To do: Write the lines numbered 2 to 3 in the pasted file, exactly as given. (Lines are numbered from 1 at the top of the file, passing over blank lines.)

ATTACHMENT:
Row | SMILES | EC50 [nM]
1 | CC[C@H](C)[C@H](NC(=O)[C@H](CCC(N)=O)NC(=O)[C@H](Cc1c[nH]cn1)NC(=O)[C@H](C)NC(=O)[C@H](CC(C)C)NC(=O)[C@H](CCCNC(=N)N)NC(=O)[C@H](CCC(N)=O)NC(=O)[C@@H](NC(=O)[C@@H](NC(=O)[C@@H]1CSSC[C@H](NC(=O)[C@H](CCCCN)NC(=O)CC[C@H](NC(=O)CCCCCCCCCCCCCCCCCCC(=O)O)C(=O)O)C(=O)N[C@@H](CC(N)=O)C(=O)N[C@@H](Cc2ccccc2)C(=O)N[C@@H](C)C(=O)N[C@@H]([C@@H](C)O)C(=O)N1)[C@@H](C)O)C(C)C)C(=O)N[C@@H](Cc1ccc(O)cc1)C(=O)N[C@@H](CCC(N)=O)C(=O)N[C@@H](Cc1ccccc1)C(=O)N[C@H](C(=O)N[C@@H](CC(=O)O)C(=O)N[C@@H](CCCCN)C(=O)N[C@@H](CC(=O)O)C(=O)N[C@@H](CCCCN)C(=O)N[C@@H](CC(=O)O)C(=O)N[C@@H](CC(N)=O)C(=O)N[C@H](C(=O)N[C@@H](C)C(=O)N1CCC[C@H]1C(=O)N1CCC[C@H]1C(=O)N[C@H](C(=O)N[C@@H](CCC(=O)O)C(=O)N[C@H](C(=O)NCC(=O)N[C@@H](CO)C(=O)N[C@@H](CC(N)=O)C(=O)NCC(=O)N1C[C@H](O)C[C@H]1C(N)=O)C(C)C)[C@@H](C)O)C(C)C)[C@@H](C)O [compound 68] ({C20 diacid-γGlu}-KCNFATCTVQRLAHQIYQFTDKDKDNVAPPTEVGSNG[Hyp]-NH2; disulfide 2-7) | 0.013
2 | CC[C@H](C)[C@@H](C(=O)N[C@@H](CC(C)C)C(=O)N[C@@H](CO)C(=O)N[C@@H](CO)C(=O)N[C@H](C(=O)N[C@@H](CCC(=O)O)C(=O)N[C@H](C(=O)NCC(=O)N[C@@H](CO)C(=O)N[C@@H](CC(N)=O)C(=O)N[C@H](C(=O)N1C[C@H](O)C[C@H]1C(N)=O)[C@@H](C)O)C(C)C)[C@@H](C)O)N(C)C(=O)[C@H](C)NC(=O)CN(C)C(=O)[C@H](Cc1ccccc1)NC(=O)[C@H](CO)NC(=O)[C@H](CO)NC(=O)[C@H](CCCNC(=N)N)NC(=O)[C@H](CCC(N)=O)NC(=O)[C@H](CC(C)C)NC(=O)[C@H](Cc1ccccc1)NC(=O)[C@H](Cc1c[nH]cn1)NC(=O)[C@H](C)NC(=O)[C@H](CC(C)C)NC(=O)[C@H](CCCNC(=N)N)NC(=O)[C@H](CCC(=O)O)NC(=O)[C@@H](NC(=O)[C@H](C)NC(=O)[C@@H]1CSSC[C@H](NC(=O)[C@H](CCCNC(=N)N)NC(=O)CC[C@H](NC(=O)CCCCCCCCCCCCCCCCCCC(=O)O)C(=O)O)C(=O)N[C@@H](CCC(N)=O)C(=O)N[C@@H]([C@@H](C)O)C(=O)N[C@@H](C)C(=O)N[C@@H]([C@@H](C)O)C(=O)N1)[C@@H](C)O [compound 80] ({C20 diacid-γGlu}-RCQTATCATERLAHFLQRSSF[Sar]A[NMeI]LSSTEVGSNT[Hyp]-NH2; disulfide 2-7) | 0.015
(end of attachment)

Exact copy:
1 | CC[C@H](C)[C@H](NC(=O)[C@H](CCC(N)=O)NC(=O)[C@H](Cc1c[nH]cn1)NC(=O)[C@H](C)NC(=O)[C@H](CC(C)C)NC(=O)[C@H](CCCNC(=N)N)NC(=O)[C@H](CCC(N)=O)NC(=O)[C@@H](NC(=O)[C@@H](NC(=O)[C@@H]1CSSC[C@H](NC(=O)[C@H](CCCCN)NC(=O)CC[C@H](NC(=O)CCCCCCCCCCCCCCCCCCC(=O)O)C(=O)O)C(=O)N[C@@H](CC(N)=O)C(=O)N[C@@H](Cc2ccccc2)C(=O)N[C@@H](C)C(=O)N[C@@H]([C@@H](C)O)C(=O)N1)[C@@H](C)O)C(C)C)C(=O)N[C@@H](Cc1ccc(O)cc1)C(=O)N[C@@H](CCC(N)=O)C(=O)N[C@@H](Cc1ccccc1)C(=O)N[C@H](C(=O)N[C@@H](CC(=O)O)C(=O)N[C@@H](CCCCN)C(=O)N[C@@H](CC(=O)O)C(=O)N[C@@H](CCCCN)C(=O)N[C@@H](CC(=O)O)C(=O)N[C@@H](CC(N)=O)C(=O)N[C@H](C(=O)N[C@@H](C)C(=O)N1CCC[C@H]1C(=O)N1CCC[C@H]1C(=O)N[C@H](C(=O)N[C@@H](CCC(=O)O)C(=O)N[C@H](C(=O)NCC(=O)N[C@@H](CO)C(=O)N[C@@H](CC(N)=O)C(=O)NCC(=O)N1C[C@H](O)C[C@H]1C(N)=O)C(C)C)[C@@H](C)O)C(C)C)[C@@H](C)O [compound 68] ({C20 diacid-γGlu}-KCNFATCTVQRLAHQIYQFTDKDKDNVAPPTEVGSNG[Hyp]-NH2; disulfide 2-7) | 0.013
2 | CC[C@H](C)[C@@H](C(=O)N[C@@H](CC(C)C)C(=O)N[C@@H](CO)C(=O)N[C@@H](CO)C(=O)N[C@H](C(=O)N[C@@H](CCC(=O)O)C(=O)N[C@H](C(=O)NCC(=O)N[C@@H](CO)C(=O)N[C@@H](CC(N)=O)C(=O)N[C@H](C(=O)N1C[C@H](O)C[C@H]1C(N)=O)[C@@H](C)O)C(C)C)[C@@H](C)O)N(C)C(=O)[C@H](C)NC(=O)CN(C)C(=O)[C@H](Cc1ccccc1)NC(=O)[C@H](CO)NC(=O)[C@H](CO)NC(=O)[C@H](CCCNC(=N)N)NC(=O)[C@H](CCC(N)=O)NC(=O)[C@H](CC(C)C)NC(=O)[C@H](Cc1ccccc1)NC(=O)[C@H](Cc1c[nH]cn1)NC(=O)[C@H](C)NC(=O)[C@H](CC(C)C)NC(=O)[C@H](CCCNC(=N)N)NC(=O)[C@H](CCC(=O)O)NC(=O)[C@@H](NC(=O)[C@H](C)NC(=O)[C@@H]1CSSC[C@H](NC(=O)[C@H](CCCNC(=N)N)NC(=O)CC[C@H](NC(=O)CCCCCCCCCCCCCCCCCCC(=O)O)C(=O)O)C(=O)N[C@@H](CCC(N)=O)C(=O)N[C@@H]([C@@H](C)O)C(=O)N[C@@H](C)C(=O)N[C@@H]([C@@H](C)O)C(=O)N1)[C@@H](C)O [compound 80] ({C20 diacid-γGlu}-RCQTATCATERLAHFLQRSSF[Sar]A[NMeI]LSSTEVGSNT[Hyp]-NH2; disulfide 2-7) | 0.015